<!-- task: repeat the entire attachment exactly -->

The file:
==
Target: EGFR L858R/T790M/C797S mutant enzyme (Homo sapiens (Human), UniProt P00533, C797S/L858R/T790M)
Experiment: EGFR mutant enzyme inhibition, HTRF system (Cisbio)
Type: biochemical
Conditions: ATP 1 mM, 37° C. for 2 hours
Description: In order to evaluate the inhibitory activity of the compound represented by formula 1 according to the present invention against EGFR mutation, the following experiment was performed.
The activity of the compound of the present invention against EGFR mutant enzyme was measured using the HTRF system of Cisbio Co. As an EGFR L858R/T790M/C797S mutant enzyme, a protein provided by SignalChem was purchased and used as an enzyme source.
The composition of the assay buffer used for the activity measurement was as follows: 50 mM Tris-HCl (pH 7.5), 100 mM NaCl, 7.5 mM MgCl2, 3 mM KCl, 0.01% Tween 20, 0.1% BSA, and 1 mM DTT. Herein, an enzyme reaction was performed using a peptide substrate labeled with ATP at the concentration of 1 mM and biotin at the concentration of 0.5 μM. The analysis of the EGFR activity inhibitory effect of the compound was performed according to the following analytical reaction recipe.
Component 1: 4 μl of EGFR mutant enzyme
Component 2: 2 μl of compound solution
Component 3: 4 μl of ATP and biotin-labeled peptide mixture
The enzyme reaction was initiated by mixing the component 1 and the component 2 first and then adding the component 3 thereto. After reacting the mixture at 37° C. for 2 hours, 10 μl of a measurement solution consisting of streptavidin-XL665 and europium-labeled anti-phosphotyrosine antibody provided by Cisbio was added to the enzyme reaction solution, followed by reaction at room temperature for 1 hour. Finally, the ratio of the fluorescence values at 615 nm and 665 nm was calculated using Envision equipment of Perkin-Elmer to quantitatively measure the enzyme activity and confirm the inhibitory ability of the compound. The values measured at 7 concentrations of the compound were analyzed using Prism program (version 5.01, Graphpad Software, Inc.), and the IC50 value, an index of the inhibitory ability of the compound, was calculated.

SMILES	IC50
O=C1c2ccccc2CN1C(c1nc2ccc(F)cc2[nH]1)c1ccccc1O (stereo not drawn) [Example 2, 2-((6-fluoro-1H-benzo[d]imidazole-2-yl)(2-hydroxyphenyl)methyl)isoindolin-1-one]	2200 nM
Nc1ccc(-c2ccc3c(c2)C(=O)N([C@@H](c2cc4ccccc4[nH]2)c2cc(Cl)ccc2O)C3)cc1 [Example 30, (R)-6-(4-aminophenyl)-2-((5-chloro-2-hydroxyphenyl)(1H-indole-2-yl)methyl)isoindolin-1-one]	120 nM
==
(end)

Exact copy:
Target: EGFR L858R/T790M/C797S mutant enzyme (Homo sapiens (Human), UniProt P00533, C797S/L858R/T790M)
Experiment: EGFR mutant enzyme inhibition, HTRF system (Cisbio)
Type: biochemical
Conditions: ATP 1 mM, 37° C. for 2 hours
Description: In order to evaluate the inhibitory activity of the compound represented by formula 1 according to the present invention against EGFR mutation, the following experiment was performed.
The activity of the compound of the present invention against EGFR mutant enzyme was measured using the HTRF system of Cisbio Co. As an EGFR L858R/T790M/C797S mutant enzyme, a protein provided by SignalChem was purchased and used as an enzyme source.
The composition of the assay buffer used for the activity measurement was as follows: 50 mM Tris-HCl (pH 7.5), 100 mM NaCl, 7.5 mM MgCl2, 3 mM KCl, 0.01% Tween 20, 0.1% BSA, and 1 mM DTT. Herein, an enzyme reaction was performed using a peptide substrate labeled with ATP at the concentration of 1 mM and biotin at the concentration of 0.5 μM. The analysis of the EGFR activity inhibitory effect of the compound was performed according to the following analytical reaction recipe.
Component 1: 4 μl of EGFR mutant enzyme
Component 2: 2 μl of compound solution
Component 3: 4 μl of ATP and biotin-labeled peptide mixture
The enzyme reaction was initiated by mixing the component 1 and the component 2 first and then adding the component 3 thereto. After reacting the mixture at 37° C. for 2 hours, 10 μl of a measurement solution consisting of streptavidin-XL665 and europium-labeled anti-phosphotyrosine antibody provided by Cisbio was added to the enzyme reaction solution, followed by reaction at room temperature for 1 hour. Finally, the ratio of the fluorescence values at 615 nm and 665 nm was calculated using Envision equipment of Perkin-Elmer to quantitatively measure the enzyme activity and confirm the inhibitory ability of the compound. The values measured at 7 concentrations of the compound were analyzed using Prism program (version 5.01, Graphpad Software, Inc.), and the IC50 value, an index of the inhibitory ability of the compound, was calculated.

SMILES	IC50
O=C1c2ccccc2CN1C(c1nc2ccc(F)cc2[nH]1)c1ccccc1O (stereo not drawn) [Example 2, 2-((6-fluoro-1H-benzo[d]imidazole-2-yl)(2-hydroxyphenyl)methyl)isoindolin-1-one]	2200 nM
Nc1ccc(-c2ccc3c(c2)C(=O)N([C@@H](c2cc4ccccc4[nH]2)c2cc(Cl)ccc2O)C3)cc1 [Example 30, (R)-6-(4-aminophenyl)-2-((5-chloro-2-hydroxyphenyl)(1H-indole-2-yl)methyl)isoindolin-1-one]	120 nM